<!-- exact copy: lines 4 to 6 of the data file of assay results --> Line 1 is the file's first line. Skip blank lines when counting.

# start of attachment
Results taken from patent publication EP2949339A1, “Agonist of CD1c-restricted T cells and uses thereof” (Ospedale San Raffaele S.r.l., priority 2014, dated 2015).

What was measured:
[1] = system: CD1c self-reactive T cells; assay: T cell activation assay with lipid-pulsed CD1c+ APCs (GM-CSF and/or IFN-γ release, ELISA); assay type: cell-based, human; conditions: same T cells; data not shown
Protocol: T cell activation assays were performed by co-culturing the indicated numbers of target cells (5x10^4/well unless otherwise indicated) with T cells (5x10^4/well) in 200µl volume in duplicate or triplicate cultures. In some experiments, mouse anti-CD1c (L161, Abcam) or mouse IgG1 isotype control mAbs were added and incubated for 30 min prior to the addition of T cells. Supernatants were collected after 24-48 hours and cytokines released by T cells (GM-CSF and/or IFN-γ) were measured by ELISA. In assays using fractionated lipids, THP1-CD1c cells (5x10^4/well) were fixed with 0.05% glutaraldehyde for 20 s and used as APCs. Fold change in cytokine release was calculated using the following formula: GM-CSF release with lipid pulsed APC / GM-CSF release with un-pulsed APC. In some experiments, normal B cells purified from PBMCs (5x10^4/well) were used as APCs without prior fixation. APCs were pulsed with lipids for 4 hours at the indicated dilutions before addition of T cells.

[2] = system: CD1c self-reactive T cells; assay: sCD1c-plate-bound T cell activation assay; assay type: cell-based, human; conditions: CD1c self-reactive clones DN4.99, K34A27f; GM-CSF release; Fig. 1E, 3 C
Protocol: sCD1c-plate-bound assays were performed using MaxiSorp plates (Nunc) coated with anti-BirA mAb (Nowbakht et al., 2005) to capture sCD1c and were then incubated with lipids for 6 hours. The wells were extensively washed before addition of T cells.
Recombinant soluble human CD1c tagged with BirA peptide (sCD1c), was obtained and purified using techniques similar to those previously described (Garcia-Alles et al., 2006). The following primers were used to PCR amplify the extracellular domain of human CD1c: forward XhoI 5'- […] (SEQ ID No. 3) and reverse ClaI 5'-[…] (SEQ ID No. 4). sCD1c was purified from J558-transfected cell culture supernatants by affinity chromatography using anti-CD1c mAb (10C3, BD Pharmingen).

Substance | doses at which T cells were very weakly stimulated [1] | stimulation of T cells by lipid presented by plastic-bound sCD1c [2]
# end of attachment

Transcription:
Protocol: T cell activation assays were performed by co-culturing the indicated numbers of target cells (5x10^4/well unless otherwise indicated) with T cells (5x10^4/well) in 200µl volume in duplicate or triplicate cultures. In some experiments, mouse anti-CD1c (L161, Abcam) or mouse IgG1 isotype control mAbs were added and incubated for 30 min prior to the addition of T cells. Supernatants were collected after 24-48 hours and cytokines released by T cells (GM-CSF and/or IFN-γ) were measured by ELISA. In assays using fractionated lipids, THP1-CD1c cells (5x10^4/well) were fixed with 0.05% glutaraldehyde for 20 s and used as APCs. Fold change in cytokine release was calculated using the following formula: GM-CSF release with lipid pulsed APC / GM-CSF release with un-pulsed APC. In some experiments, normal B cells purified from PBMCs (5x10^4/well) were used as APCs without prior fixation. APCs were pulsed with lipids for 4 hours at the indicated dilutions before addition of T cells.

[2] = system: CD1c self-reactive T cells; assay: sCD1c-plate-bound T cell activation assay; assay type: cell-based, human; conditions: CD1c self-reactive clones DN4.99, K34A27f; GM-CSF release; Fig. 1E, 3 C
Protocol: sCD1c-plate-bound assays were performed using MaxiSorp plates (Nunc) coated with anti-BirA mAb (Nowbakht et al., 2005) to capture sCD1c and were then incubated with lipids for 6 hours. The wells were extensively washed before addition of T cells.